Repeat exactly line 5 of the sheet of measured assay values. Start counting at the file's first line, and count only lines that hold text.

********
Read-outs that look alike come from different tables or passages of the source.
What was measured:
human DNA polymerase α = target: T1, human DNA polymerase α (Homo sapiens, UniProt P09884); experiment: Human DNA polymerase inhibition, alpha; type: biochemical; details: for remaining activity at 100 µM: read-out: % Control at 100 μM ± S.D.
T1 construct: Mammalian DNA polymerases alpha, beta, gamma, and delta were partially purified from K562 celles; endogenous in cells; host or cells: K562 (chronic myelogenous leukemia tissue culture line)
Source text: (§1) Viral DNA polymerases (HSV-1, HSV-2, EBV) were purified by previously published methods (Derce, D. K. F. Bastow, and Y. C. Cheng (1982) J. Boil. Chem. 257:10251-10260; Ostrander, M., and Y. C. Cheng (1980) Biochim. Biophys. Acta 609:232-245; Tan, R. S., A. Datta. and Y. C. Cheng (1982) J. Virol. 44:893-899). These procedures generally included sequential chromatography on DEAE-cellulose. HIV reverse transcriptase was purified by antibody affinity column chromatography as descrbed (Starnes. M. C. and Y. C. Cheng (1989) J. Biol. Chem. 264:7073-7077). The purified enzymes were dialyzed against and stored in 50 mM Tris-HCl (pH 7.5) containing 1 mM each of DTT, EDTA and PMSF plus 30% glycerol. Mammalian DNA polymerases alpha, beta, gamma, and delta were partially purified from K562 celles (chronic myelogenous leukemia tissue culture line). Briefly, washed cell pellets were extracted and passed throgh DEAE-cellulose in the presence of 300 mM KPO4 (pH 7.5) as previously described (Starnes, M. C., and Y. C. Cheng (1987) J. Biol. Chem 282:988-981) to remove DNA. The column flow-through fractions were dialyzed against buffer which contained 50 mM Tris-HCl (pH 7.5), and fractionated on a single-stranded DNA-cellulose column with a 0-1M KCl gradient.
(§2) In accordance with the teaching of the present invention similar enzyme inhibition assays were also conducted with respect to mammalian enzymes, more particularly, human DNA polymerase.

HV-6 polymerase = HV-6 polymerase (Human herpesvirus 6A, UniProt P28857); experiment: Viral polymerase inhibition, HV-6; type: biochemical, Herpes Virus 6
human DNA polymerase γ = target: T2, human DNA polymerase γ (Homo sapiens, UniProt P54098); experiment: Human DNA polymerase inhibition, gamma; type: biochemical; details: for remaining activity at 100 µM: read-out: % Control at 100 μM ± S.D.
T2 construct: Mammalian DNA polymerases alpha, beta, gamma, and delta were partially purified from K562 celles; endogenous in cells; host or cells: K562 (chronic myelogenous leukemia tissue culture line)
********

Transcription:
Source text: (§1) Viral DNA polymerases (HSV-1, HSV-2, EBV) were purified by previously published methods (Derce, D. K. F. Bastow, and Y. C. Cheng (1982) J. Boil. Chem. 257:10251-10260; Ostrander, M., and Y. C. Cheng (1980) Biochim. Biophys. Acta 609:232-245; Tan, R. S., A. Datta. and Y. C. Cheng (1982) J. Virol. 44:893-899). These procedures generally included sequential chromatography on DEAE-cellulose. HIV reverse transcriptase was purified by antibody affinity column chromatography as descrbed (Starnes. M. C. and Y. C. Cheng (1989) J. Biol. Chem. 264:7073-7077). The purified enzymes were dialyzed against and stored in 50 mM Tris-HCl (pH 7.5) containing 1 mM each of DTT, EDTA and PMSF plus 30% glycerol. Mammalian DNA polymerases alpha, beta, gamma, and delta were partially purified from K562 celles (chronic myelogenous leukemia tissue culture line). Briefly, washed cell pellets were extracted and passed throgh DEAE-cellulose in the presence of 300 mM KPO4 (pH 7.5) as previously described (Starnes, M. C., and Y. C. Cheng (1987) J. Biol. Chem 282:988-981) to remove DNA. The column flow-through fractions were dialyzed against buffer which contained 50 mM Tris-HCl (pH 7.5), and fractionated on a single-stranded DNA-cellulose column with a 0-1M KCl gradient.